The aim of our study was to investigate to what extent the above mentioned representatives of NPS can be detected from forensic toxicological samples stored for 21 days at room temperature (25 °C), in the refrigerator (4 °C), and in the freezer (–20 °C).
Materials and Methods
Chemicals and reagents for HPLC analysis
Water and acetonitrile were sourced from Fisher Chemical (Pittsburgh, PA, USA). Potassium dihydrogen phosphate and ophosphoric acid (w = 85%) were obtained from Molar Chemicals (Budapest, Hungary). Potassium hydroxide was purchased from Lach- Ner (Neratovice, Czech Republic). Steritop Threaded Bottle Top Filter (500 ml process volume, 0.22 μm pore size) was from Merck Milipore (Burlington, Canada). Internal Standard for TOX.I.S (2 μg/ml N-ethyl-oxazepam) was purchased from Recipe Chemicals (Munich, Germany). The previously analyzed and certified reference materials to the NPS identification and quantification were obtained from the Hungarian Institute for Forensic Sciences (Budapest, Hungary).
For the preparation of potassium phosphate buffer (pH = 2.3) 33.3 g potassium dihydrogen phosphate was transferred into a 5000 ml measuring flask filled with water. The mixture was stirred for approximately 10 minutes with a magnetic stirrer without heat. 22.4 g o-phosphoric acid was added and stirred for another 5 minutes. The pH was adjusted to 2.25–2.35 with o-phosphoric acid, and then the measuring flask was filled to the mark. For the other potassium phosphate buffer (pH = 9.0) 13.61 g potassium dihydrogen phosphate was dissolved in 900 ml water and mixed approximately 10 minutes with a magnetic stirrer without heat. Before the filling of the measuring flask to 1000 ml, the pH was adjusted to 9.0 with potassium hydroxide solution. Both buffers were filtered and stored in amber-glass bottles in the refrigerator, the durability was at least 6 months.
For the sample preparation 100 μl urine was transferred into a 1.5 ml SafeSeal tube (Sarstedt, Nümbrecht, Germany), thereafter 500 μl water, 250 μl potassium phosphate buffer (pH = 9.0) plus 250 μl Internal Standard (2 μg/ml N-ethyl-oxazepam) was added, vortexed and centrifuged for 4 minutes at 8360 RPM. The injection volume was 1.0 ml. The analysis was performed on Shimadzu Prominence TOX.I.S II. HPLC system coupled with diode array detection (Shimadzu, Duisburg, Germany). The HPLC was performed with a system controller (CBM-20A), a ternary pump system (LC-20AB), a solvent degasser (DGU-20A), a manual injector (Rheodyne 7725i) with a 1000 μl loop, an oven (CTO-20AC), a gradient unit (FCV-20AH), four flowline selection valves (two FCV-12AH; two FCV-14AH), and a diode array detection (DAD) system (SPD-M20A) The data were evaluated using Shimadzu LC Solution software (version 1.21). The extraction column (Strata-X On-Line Extraction Cartridge) and the analytical column with guard cartridges (Gemini-NX 3u C18 110A, 5 μm) were obtained from Phenomenex (Aschaffenburg, Germany). The oven was set to 40 °C, the detection was performed at 205 and 235 nm, and the mobile phase flow rate was 1.0 ml/min. The compounds were separated with the following eluents: the loading buffer was 0.01 M potassium phosphate buffer (pH = 9.0; solvent 1), the first wash solvent was acetonitrile-water (90/10, v/v; solvent 2), and the second wash solvent was 0.05 M potassium phosphate buffer (pH = 2.3; solvent 3). The mobile phase was a mixture of solvent 2 and 3 (15/85, v/v) .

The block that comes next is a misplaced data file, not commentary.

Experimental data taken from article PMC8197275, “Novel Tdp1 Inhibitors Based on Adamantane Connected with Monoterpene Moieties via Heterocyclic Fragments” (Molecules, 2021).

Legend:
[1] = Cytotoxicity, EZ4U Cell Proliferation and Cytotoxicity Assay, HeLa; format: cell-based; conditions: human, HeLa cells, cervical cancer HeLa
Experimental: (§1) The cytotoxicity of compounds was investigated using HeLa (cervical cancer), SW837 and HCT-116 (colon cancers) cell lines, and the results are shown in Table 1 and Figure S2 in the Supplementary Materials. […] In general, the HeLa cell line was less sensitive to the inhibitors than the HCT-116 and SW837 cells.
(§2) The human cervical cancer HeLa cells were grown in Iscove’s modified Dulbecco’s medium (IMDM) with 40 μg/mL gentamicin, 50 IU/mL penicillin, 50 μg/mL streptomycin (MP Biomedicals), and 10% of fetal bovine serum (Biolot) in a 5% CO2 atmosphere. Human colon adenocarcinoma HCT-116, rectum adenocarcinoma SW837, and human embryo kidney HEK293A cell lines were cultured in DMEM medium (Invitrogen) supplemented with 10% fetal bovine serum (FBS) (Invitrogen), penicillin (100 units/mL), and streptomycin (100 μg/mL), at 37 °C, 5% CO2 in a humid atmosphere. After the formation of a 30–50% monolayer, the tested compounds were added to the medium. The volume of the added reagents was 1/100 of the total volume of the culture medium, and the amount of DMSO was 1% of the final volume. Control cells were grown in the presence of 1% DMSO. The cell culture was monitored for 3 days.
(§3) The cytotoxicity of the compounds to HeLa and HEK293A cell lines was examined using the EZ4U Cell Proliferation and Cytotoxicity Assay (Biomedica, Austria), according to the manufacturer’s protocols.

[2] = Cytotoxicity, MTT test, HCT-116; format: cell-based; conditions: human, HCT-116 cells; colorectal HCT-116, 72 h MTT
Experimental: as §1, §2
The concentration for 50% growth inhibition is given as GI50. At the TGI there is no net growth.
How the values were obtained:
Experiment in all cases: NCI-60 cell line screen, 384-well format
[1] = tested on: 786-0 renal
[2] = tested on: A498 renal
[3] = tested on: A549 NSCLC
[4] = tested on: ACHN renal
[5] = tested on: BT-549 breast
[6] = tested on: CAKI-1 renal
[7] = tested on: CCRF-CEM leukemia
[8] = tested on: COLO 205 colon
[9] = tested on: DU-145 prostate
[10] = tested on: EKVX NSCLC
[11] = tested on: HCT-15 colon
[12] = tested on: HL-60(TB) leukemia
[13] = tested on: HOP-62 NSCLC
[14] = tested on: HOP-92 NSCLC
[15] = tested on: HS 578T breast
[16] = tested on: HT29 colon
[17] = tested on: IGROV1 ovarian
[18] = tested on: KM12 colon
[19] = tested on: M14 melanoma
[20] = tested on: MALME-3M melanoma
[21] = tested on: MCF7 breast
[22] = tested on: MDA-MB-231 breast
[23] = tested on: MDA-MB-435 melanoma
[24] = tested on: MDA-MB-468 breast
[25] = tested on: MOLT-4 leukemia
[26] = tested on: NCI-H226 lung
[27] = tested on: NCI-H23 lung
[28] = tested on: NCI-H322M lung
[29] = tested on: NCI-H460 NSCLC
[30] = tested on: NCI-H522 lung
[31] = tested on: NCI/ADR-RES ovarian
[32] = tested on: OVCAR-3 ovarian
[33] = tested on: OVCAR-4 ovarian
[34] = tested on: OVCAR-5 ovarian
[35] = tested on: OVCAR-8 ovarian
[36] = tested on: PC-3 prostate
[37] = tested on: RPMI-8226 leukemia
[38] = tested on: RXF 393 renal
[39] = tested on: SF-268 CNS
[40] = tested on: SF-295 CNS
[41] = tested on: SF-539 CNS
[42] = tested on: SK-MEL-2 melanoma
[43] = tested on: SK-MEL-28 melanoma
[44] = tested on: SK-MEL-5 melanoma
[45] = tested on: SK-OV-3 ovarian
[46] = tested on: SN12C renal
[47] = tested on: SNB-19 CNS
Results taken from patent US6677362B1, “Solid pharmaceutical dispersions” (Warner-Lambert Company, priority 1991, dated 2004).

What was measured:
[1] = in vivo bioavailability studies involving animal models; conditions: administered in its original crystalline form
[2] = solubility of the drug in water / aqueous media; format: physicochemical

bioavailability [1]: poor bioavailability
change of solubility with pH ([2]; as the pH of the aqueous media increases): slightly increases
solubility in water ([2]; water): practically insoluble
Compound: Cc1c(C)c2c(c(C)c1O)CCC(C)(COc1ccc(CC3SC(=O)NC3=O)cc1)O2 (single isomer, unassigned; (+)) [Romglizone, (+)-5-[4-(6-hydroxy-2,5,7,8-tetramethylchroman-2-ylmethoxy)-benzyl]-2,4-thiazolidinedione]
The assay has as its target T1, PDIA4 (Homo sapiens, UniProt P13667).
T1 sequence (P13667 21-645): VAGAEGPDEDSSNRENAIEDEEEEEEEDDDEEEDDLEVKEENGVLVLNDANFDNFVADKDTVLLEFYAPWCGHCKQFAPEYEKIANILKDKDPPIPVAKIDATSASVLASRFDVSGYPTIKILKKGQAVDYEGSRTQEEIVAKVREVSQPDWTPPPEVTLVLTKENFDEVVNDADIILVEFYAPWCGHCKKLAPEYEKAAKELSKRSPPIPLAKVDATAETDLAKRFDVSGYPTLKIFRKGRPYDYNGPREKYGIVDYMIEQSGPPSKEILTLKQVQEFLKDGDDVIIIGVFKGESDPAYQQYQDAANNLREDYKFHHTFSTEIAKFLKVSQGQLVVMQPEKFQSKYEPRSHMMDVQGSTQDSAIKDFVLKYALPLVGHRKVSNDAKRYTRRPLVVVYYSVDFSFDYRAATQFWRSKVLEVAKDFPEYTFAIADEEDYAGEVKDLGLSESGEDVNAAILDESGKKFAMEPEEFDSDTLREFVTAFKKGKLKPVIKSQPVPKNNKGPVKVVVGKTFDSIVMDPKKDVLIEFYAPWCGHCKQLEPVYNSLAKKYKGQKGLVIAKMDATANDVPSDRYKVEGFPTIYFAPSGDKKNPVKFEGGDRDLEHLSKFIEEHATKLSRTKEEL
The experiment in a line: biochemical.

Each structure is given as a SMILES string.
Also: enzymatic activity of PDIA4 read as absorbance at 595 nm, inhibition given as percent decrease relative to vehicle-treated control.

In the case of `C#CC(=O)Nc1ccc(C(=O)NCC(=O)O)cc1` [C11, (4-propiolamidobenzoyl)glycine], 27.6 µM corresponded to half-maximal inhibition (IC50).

The HPLC system which was used to investigate the stability of NPS is not able to identify the parent compound of synthetic cannabinoids, therefore in most of the processed cases only the metabolite was detectable on the chromatogram. In such instances the identification was based on the similar spectrum of the parent compound and metabolite. Because there are no certified reference materials available for metabolites, in such cases the extent of the degradation was concluded from the changes of under the curve areas.
To identify the parent substances confirmatory examination were carried out in the Department of Forensic Medicine. After salting-out assisted liquid-liquid microextraction, measurements were performed by ACQUITY UPC2 supercritical fluid chromatography system (Waters, MA, USA) coupled with a Xevo TQ-S Triple Quadrupole Mass Spectrometer (Waters, MA, USA). Data were recorded by MassLynx software (version 4.1) and evaluated by TargetLynx XS software. Separation of the compounds was performed on a 3.0 mm × 100 mm, 1.7 μm particle size, AQUITY UPC2BEH analytical column (Waters, MA, USA). The mobile phase consisted of the mixture of carbon dioxide (A), 30 mM ammonium hydroxide and 15 mM acetic acid in methanol (B) with a flow rate of 1.5 ml/min. The following gradient profile was used: 99.9% A at 0.0 min and 68% A at 8 min. Preequilibration period lasting 2.5 minutes was applied before each injection. Constant 200 bar back pressure was used to maintain the supercritical state. The temperature was set at 45 °C and the volume of injection was 1.5 μl. To sustain a suitable electrospray, an additional solution consisting of 5 mM acetic acid in methanol was applied with a flow rate of 0.15 ml/min. This makeup solvent was delivered by a Waters 515 HPLC pump.